Only two apply for Jefferson County Port Authority director position

STEUBENVILLE — So far, only two people have expressed interest in being the next director of the Jefferson County Port Authority, and that may not be enough.

At Thursday’s board meeting, Rob D’Anniballe said the deadline to apply is near and it’s entirely possible the search committee could decide to continue advertising in hopes of attracting more interest.

“With only two, we may want to explore other (avenues),” he said. “Two is amazingly low, but part of that may be the times we’re in.”

D’Anniballe said he hadn’t looked at either of the submissions, saying he thought that should be done either in person or in a conference call with other search committee members. He said once he confirms when the deadline is, “then I think we’ll meet…and open up the applications.”

He said at one point an outside firm had offered to handle the search, “but that had a pretty significant fee attached to it. We thought we would wait and see how this round went first.”

“I fully expected more than two. Two is shocking to me,” he said.

One of the two applicants in hand is local.

The search for a new director began in August when Evan Scurti was shifted to a part-time role as incentives manager after serving as the executive director since December 2013. Scurti has continued to handle the port authority’s day-to-day operations in the interim.

County Commissioner Dave Maple said he’d like to see some sort of timeline for filling the vacancy.

“Obviously, we’re encouraging this to be filled as quickly as possible,” Maple said. “We’re looking for some sort of date when we might be able to see someone in that position.”

But Chairman Greg Nemeth said while he would like to see a decision made, he’s not sure the search committee will be ready to make a recommendation with only two applicants.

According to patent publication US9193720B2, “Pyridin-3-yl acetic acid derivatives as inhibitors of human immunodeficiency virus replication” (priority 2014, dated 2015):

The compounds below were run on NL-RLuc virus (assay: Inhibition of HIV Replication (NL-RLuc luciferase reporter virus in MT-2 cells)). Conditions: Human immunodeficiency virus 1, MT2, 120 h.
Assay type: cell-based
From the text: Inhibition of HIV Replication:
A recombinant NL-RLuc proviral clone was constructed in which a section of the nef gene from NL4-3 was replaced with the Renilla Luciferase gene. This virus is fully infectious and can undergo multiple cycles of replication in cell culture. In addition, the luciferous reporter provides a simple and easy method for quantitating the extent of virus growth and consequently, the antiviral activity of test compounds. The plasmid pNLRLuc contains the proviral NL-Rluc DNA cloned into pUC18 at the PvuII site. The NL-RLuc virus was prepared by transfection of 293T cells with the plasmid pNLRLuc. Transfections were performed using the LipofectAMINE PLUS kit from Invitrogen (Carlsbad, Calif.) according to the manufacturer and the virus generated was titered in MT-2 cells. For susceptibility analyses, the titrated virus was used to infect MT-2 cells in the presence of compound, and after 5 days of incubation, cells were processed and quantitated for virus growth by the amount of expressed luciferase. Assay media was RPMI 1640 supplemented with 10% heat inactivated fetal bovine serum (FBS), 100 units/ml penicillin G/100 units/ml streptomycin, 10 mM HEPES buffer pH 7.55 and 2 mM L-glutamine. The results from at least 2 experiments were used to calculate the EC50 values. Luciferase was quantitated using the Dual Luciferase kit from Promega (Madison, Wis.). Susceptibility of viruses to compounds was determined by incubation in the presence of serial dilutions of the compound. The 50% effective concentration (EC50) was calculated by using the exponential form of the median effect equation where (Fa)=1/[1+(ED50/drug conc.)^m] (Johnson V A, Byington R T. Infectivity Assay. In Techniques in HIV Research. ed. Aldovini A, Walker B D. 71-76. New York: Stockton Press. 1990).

“I think it comes down to who are the applicants,” committee member Jay Zatta said.

Once they know the application period is closed, D’Anniballe said the committee will decide how it wants to proceed. “If everybody is comfortable with the two names, we’ll go from there,” he said. “If not, then we’ll have to figure out where to advertise (next).”

Scurti, meanwhile, was commended for his work in securing a wetlands mitigation permit for a parcel at the industrial park.

“Evan’s done a real good job of helping me coordinate that work along with future development of the acreage,” Maple said. “I’m excited to have the wetland issue behind us. It’s been before us for years, so having it behind us is a fantastic improvement.”

The permit clears the way for development of a 26-acre parcel at the industrial park, whether it’s constructing a building themselves, or an investor coming along who sees its potential and takes it on, Scurti said.

“Plus, to remove those wetlands we had to pay a conservancy that will replace the wetlands and more so environmentally, ti is a good thing, too,” Maple said.

There’s also potential federal funding to help fill and grade the site. Scurti said they’ll meeting with Ohio Department of Natural Resources, “hopefully next week,” to discuss funding possibilities.

Scurti said their consultant made it clear that now that they have the permit, “we can move forward with a construction project if we choose, but if someone else comes along and wants to create jobs, the permit can be transferred to them.”


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